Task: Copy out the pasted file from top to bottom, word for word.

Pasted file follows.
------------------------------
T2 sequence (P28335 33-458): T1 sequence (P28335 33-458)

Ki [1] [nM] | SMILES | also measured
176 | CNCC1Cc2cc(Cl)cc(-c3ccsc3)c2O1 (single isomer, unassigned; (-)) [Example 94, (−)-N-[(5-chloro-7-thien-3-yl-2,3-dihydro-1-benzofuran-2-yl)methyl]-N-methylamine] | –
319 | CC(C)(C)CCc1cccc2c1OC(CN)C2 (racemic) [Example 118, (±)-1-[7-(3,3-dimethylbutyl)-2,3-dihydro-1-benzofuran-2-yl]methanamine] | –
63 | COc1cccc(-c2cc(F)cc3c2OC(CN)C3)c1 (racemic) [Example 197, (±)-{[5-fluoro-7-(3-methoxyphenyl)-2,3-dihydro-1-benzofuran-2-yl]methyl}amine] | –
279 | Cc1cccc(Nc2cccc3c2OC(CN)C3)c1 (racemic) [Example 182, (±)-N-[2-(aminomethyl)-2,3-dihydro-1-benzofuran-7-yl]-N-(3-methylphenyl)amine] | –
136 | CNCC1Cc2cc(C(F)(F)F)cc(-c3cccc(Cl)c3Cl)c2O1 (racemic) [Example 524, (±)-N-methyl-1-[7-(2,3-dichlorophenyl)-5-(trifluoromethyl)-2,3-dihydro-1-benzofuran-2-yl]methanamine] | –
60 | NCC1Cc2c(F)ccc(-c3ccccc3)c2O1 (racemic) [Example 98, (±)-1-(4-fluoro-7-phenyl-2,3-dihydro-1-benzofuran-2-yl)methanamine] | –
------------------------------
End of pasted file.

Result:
T2 sequence (P28335 33-458): T1 sequence (P28335 33-458)

Ki [1] [nM] | SMILES | also measured
176 | CNCC1Cc2cc(Cl)cc(-c3ccsc3)c2O1 (single isomer, unassigned; (-)) [Example 94, (−)-N-[(5-chloro-7-thien-3-yl-2,3-dihydro-1-benzofuran-2-yl)methyl]-N-methylamine] | –
319 | CC(C)(C)CCc1cccc2c1OC(CN)C2 (racemic) [Example 118, (±)-1-[7-(3,3-dimethylbutyl)-2,3-dihydro-1-benzofuran-2-yl]methanamine] | –
63 | COc1cccc(-c2cc(F)cc3c2OC(CN)C3)c1 (racemic) [Example 197, (±)-{[5-fluoro-7-(3-methoxyphenyl)-2,3-dihydro-1-benzofuran-2-yl]methyl}amine] | –
279 | Cc1cccc(Nc2cccc3c2OC(CN)C3)c1 (racemic) [Example 182, (±)-N-[2-(aminomethyl)-2,3-dihydro-1-benzofuran-7-yl]-N-(3-methylphenyl)amine] | –
136 | CNCC1Cc2cc(C(F)(F)F)cc(-c3cccc(Cl)c3Cl)c2O1 (racemic) [Example 524, (±)-N-methyl-1-[7-(2,3-dichlorophenyl)-5-(trifluoromethyl)-2,3-dihydro-1-benzofuran-2-yl]methanamine] | –
60 | NCC1Cc2c(F)ccc(-c3ccccc3)c2O1 (racemic) [Example 98, (±)-1-(4-fluoro-7-phenyl-2,3-dihydro-1-benzofuran-2-yl)methanamine] | –